A Song of the Woods
“My leaves are turning crimson,” the giant oak tree said,
“It’s almost time these children should seek their winter’s bed,
But how they still cling to me and gleam with crimson hue,
They truly are more lovely than cirrus clouds of blue.
“And now throughout the forest – list! hear their voices ring,
But ’tis in tones of sadness and sighing they now sing –
‘Alas! ’tis gone, fair summer, and winter’s reign is near,
He cruelly strips the forest of all her summer cheer
By killing all her lovely leaves and likewise flowers gay
And driving all her fairy folk to homes of far away.'”
-Winifred Sackville Stoner, Jr.
Winifred Sackville Stoner, Jr.( (1902–1983) is especially known for poems, rhymes and mnemonic jingles that aid in the recollection of information. One of her best known poems is entitled “The History of The U.S.”, which some people may be able to recite, verbatim, but which most know only by its first two lines:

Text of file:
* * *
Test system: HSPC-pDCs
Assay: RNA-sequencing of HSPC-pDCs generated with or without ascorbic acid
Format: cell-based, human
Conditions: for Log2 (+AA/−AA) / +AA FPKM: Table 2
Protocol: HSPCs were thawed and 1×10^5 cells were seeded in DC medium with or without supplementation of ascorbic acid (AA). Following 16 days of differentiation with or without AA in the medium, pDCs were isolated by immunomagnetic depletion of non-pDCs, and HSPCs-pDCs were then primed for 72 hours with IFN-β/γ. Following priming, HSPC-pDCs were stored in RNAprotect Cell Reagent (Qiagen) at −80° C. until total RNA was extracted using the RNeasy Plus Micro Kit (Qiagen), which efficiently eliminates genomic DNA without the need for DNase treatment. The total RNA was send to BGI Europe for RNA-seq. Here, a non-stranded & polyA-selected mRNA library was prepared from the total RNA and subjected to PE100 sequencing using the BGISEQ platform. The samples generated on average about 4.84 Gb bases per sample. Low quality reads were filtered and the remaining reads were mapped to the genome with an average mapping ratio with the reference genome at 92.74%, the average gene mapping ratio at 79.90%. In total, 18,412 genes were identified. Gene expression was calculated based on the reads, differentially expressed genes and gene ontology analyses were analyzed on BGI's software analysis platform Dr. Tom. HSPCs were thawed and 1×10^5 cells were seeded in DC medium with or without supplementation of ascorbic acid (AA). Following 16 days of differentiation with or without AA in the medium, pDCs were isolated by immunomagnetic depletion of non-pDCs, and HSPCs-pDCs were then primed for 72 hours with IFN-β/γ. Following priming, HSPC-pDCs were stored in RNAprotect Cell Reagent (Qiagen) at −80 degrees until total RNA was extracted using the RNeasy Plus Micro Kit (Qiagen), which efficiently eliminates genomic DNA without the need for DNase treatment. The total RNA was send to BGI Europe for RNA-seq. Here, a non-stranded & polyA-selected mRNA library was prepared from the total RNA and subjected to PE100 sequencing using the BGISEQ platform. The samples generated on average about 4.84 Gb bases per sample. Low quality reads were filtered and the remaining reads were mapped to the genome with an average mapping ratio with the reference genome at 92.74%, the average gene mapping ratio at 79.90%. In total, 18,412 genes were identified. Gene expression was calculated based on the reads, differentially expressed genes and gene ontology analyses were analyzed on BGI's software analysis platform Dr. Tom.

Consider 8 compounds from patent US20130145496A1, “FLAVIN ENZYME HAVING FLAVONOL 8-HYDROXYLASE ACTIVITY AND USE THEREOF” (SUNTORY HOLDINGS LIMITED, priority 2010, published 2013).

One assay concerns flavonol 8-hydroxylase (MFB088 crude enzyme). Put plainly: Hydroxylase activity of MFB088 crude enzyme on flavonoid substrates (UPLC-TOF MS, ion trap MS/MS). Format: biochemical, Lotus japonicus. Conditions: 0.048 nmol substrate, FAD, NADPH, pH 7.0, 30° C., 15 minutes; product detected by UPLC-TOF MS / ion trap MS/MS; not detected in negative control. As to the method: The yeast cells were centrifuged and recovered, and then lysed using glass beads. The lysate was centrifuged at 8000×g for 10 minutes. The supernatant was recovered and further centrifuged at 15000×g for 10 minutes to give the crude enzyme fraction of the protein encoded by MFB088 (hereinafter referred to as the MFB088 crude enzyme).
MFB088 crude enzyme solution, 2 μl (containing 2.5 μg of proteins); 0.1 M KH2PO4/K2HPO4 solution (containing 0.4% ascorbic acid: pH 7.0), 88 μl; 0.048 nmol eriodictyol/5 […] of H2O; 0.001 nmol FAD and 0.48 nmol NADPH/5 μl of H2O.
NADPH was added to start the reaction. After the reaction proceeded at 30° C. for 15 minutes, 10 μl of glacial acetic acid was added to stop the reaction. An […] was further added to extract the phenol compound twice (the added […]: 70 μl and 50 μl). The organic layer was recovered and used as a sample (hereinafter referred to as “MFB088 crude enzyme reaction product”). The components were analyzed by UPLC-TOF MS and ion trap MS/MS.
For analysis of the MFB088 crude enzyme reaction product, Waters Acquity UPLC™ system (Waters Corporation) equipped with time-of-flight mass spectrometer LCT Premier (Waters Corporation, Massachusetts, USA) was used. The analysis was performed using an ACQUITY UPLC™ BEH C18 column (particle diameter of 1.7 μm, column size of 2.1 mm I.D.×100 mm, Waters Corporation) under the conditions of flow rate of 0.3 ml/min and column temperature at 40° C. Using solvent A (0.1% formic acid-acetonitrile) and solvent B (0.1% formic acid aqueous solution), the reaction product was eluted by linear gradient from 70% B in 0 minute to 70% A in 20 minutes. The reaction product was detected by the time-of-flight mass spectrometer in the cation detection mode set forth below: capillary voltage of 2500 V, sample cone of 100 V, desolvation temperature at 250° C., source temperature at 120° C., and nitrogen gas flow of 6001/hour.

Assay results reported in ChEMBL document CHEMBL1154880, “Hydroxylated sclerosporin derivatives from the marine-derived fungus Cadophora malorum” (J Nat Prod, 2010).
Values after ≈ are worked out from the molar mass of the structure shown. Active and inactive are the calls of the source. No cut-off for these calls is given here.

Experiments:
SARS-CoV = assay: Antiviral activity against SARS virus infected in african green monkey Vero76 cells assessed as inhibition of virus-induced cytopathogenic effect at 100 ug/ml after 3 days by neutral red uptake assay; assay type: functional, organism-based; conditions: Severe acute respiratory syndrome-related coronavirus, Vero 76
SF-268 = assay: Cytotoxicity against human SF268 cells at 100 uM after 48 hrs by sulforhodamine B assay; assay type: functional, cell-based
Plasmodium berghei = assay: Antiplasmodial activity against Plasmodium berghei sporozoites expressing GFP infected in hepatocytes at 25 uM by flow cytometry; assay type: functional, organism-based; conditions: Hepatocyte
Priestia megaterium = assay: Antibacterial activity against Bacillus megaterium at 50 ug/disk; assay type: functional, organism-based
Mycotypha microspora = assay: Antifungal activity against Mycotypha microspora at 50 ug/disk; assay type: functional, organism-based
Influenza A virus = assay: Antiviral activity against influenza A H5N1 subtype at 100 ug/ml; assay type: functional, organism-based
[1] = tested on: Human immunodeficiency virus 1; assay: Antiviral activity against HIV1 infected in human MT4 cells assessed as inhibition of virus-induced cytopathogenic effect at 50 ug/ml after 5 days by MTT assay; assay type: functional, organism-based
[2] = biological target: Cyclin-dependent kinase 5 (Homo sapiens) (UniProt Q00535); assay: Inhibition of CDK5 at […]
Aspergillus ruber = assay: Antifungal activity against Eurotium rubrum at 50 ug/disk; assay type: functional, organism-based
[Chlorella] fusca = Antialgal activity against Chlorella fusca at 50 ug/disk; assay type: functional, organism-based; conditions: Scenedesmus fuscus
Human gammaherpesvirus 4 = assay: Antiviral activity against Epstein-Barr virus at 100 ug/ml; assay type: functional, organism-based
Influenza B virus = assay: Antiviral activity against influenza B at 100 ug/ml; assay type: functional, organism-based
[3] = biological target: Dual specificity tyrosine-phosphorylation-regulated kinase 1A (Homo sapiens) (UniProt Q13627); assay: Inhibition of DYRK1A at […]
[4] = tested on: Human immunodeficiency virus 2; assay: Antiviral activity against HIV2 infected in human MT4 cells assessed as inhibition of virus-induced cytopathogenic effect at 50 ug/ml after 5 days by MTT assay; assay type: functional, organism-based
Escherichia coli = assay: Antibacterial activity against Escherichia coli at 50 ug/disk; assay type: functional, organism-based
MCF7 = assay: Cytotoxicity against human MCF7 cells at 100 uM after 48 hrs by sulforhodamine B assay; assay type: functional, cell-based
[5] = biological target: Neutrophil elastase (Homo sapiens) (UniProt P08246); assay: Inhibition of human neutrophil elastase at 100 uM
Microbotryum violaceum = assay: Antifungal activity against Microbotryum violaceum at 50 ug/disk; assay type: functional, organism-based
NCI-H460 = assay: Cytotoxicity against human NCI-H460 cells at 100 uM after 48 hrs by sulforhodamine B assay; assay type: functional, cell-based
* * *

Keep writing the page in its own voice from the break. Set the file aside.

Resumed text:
“In fourteen hundred ninety-two, Columbus sailed the ocean blue
And found this land, land of the Free, beloved by you, beloved by me.”
Stoner’s personal life did not see the same success as her intellectual life. In 1921, at age 19, she married a 35-year-old French count, Charles de Bruche, who was supposedly killed in a car accident in Mexico City in 1922. However, de Bruche reappeared in 1930, and Stoner appealed for an annulment of the marriage. She apparently already knew before the faked death that her husband’s actual name was Charles Clinton Philip Bruch, a penniless impostor with a criminal record who was a known con man and wiretapper. He also went by the name “Count Helmholtz.”She then married Louis Hyman, but that marriage fell apart and ended in divorce. Reports surfaced of an engagement to Bainbridge Colby, a former US Secretary of State under President Woodrow Wilson, who was then 58 years old to her 24. She later described him as “my mental mate.”
In 1931, she wed E. W. Harrison, but they divorced in 1933 amid Stoner’s plans to wed for a fourth time.
Between the 1930s and her death in 1983, she rarely stepped into the spotlight.
Illustration: “Autumn Fairies” by Arthur Rackham